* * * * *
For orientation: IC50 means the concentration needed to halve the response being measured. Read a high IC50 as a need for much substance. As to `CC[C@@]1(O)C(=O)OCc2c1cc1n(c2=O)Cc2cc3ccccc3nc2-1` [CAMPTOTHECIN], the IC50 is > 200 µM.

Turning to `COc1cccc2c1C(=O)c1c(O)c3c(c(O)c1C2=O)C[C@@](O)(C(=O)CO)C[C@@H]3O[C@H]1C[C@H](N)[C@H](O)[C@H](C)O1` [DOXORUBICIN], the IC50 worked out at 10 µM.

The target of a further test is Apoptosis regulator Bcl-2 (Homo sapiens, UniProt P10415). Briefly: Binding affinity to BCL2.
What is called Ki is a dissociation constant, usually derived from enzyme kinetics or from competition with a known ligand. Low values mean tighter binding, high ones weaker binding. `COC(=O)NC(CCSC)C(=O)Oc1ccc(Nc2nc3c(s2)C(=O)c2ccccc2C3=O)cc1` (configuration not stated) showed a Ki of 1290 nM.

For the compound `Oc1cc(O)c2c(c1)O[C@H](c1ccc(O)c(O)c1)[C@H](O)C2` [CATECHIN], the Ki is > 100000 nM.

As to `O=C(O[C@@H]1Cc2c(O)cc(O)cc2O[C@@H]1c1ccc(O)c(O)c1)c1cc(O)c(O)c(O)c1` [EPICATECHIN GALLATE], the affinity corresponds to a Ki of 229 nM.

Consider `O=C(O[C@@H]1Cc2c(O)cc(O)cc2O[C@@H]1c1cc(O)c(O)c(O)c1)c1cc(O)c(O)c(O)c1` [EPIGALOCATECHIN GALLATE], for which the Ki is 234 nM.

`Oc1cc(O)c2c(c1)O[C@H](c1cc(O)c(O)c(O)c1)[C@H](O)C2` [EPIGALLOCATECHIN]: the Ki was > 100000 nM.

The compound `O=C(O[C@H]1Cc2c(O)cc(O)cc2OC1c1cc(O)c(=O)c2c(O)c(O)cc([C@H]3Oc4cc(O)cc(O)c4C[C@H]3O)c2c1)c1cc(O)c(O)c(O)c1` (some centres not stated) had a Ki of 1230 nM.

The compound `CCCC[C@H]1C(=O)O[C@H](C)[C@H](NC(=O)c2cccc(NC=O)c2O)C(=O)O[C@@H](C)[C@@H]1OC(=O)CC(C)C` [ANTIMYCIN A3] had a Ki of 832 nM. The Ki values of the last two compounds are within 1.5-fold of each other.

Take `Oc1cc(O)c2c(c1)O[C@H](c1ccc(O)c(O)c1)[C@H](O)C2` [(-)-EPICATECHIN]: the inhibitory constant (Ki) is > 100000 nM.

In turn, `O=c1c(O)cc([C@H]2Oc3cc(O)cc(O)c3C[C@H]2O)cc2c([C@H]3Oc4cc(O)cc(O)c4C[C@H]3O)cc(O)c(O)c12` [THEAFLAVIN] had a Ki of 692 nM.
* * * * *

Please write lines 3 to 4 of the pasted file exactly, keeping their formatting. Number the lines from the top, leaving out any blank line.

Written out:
The target of a further test is Apoptosis regulator Bcl-2 (Homo sapiens, UniProt P10415). Briefly: Binding affinity to BCL2.
What is called Ki is a dissociation constant, usually derived from enzyme kinetics or from competition with a known ligand. Low values mean tighter binding, high ones weaker binding. `COC(=O)NC(CCSC)C(=O)Oc1ccc(Nc2nc3c(s2)C(=O)c2ccccc2C3=O)cc1` (configuration not stated) showed a Ki of 1290 nM.